Scrolling through Tumblr today, someone in my dash mentioned something about a “word” function on the music streaming app Spotify. This specific person mentioned that the function was Spotify’s best kept secret. This same person had also mentioned that this “word” made them wish they had gotten Spotify sooner. As a curious Spotify listener who uses the app for nearly a third of every day, I obviously wanted to see what this “word” was. After researching and discovering that it’s apparently not a function, but a featured genre, I decided to check it out.




One must go into the menu on Spotify, click browse, and scroll down to the very bottom of the page. This is where Word is. Other than it being a genre of some sort, I had no idea what was actually on it; I didn’t know what to expect. My first thought was that you could put in a word and then it would come up with songs that were related to that word- yeah, I then realized I had just described the search bar. I clicked on Word and was greeted with a playlist of audiobooks.


There are legitimately audiobooks on Spotify. Honest to goodness BOOKS! I love reading, but have never gotten around to listening to books because most audiobooks cost a lot of money and I figured, “Why pay to listen when you can read the physical book instead?” Yet, Spotify is stocked with book after book. There is Kafka’s Metamorphosis, a book I was just discussing with an upperclassman yesterday. One can be plunged into the world of John the Savage when listening to Aldous Huxley’s Brave New World. I fell asleep to Oliver Twist and woke up to The Cask of Amontillado.


Not only are there classic novels by Charles Darwin and short stories by Edgar Allan Poe, there is also poetry. Some poems are read by actors such as Ralph Fiennes and Benedict Cumberbatch, but many are read by the actual authors themselves! There are modern poems scattered around, but there are also Shakespeare’s poems, as well as classic beat poems. My favorite so far is Allen Ginsberg performing his own poem Howl. Howl is one of my favorite poems and hearing the poem over a 20-minute radio broadcast was absolutely enthralling. The realness of it all is astonishing. You can even hear a cough in the audience and Ginsberg’s hesitance to start speaking again when he wants to emphasize a verse. All of the live broadcasts are like this: exciting and extremely personal.


There are books and poetry, but there are also radio broadcasts all the way back from the 1940s. May 6th is Orson Welles’ birthday, so I spent some of my afternoon listening to Welles read aloud The War of the Worlds and then in a separate broadcast, he and H.G. Wells (the author of The War of the Worlds) met for the first and last time to discuss H.G.’s books and Orson Welles’ film career. Orson Welles was notoriously known for his voice and the way he frighteningly portrayed horror in many of his sci-fi radio dramas. The very broadcast that is available to listen to on Spotify actually caused panic back when it was aired in 1938 as a Halloween special. The broadcast was taken out of context and many thought the “breaks” in the program were real, when really they were just part of the adaption of the book. If I had not found Word, I would have most likely never had listened to many of these programs or read the books.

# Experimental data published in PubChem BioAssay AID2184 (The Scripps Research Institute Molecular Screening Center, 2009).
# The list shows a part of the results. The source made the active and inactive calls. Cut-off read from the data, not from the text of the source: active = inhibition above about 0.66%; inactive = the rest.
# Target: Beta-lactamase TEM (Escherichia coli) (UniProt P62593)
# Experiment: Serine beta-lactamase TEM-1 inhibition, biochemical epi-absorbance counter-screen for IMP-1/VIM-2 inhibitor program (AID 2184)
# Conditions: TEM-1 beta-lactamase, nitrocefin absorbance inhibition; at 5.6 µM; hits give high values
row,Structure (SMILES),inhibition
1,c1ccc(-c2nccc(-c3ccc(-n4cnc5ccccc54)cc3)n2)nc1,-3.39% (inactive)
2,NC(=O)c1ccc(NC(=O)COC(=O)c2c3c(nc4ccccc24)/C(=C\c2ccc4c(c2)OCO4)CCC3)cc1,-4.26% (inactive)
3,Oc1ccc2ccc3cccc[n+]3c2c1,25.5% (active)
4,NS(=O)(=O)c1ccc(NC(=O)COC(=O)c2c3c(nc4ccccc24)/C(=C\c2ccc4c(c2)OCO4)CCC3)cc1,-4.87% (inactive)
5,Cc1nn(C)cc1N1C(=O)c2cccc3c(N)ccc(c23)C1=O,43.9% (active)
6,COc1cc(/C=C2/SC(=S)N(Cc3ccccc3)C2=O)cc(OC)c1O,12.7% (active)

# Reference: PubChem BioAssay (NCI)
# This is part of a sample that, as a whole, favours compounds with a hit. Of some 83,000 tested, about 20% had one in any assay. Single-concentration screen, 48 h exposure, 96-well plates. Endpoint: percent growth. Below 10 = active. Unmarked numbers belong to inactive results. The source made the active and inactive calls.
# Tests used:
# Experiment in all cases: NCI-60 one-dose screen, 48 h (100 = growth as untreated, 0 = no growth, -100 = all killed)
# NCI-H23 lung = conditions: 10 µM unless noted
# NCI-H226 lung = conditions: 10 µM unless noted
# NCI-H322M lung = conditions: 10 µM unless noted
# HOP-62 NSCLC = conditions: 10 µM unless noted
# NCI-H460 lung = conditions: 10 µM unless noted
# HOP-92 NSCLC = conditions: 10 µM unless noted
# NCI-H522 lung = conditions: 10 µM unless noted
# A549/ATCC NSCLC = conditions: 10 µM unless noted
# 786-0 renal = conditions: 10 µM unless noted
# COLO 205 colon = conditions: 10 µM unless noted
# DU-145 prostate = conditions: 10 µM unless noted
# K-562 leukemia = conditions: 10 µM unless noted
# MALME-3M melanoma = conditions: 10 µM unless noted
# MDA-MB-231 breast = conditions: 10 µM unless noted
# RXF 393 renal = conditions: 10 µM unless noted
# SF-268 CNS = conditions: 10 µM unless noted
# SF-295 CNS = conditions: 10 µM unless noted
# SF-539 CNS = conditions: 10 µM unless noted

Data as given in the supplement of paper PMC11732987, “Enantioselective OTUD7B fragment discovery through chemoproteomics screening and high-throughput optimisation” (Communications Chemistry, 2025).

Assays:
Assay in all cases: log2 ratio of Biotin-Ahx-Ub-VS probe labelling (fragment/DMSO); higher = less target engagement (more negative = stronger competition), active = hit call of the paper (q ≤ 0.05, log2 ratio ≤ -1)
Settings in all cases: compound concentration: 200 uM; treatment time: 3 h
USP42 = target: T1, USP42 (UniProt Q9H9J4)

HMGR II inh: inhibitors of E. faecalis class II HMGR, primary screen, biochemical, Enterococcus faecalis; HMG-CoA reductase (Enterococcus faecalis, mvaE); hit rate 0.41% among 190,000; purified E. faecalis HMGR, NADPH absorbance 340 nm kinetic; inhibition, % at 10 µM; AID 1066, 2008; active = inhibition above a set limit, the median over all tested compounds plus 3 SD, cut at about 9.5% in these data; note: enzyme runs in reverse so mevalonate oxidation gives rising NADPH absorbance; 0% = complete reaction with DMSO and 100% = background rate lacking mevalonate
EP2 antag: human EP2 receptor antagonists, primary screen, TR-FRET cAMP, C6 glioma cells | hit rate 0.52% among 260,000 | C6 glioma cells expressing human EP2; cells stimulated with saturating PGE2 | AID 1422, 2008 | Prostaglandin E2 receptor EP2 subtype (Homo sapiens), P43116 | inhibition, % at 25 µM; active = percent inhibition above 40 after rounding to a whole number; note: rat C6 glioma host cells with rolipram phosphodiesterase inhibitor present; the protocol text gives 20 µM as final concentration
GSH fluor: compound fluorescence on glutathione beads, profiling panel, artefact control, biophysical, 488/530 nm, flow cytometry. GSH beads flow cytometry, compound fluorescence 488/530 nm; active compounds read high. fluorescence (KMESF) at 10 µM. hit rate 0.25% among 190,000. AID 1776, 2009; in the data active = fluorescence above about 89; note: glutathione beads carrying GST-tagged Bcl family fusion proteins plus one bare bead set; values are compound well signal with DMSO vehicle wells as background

Another thing I would most likely never do? Learn Russian. Yet, as the final surprise that I found in Word, I can do that. There are 10 different languages that have playlists dedicated to them in Word. Each playlist is called “Learn (insert desired language here)”. From Spanish to Chinese to Arabic to French, all have instructors narrating translations, explaining verb tenses, et cetera. Forget Rosetta Stone, I can learn Portuguese on Spotify!


As if there isn’t enough to hook a user into going through Word, there are also self-help and meditation playlists. With tracks like “Recovering From Errors” and “Managing your study time”, Spotify has literally everything a person may need to get through a stressful day. These specific playlists are most likely targeted towards the average student and/or working adult. The how-to tracks are entirely beneficial for someone who wants to learn while going through troubling times. From topics like overcoming self-esteem issues to how to train a cat, as stated before, Spotify legitimately has everything someone might need on a stressful day.


Word has brought something different to Spotify, bringing a whole new side of art and culture to the users of Spotify. It is no longer a place to simply listen to music, it’s a place to explore the ideas and works of some of the greatest minds in the world! Introducing it’s listeners to presidential speeches, Russian literature, beat poems and self-help gems, Spotify has established itself once again as the quintessential app on your phone.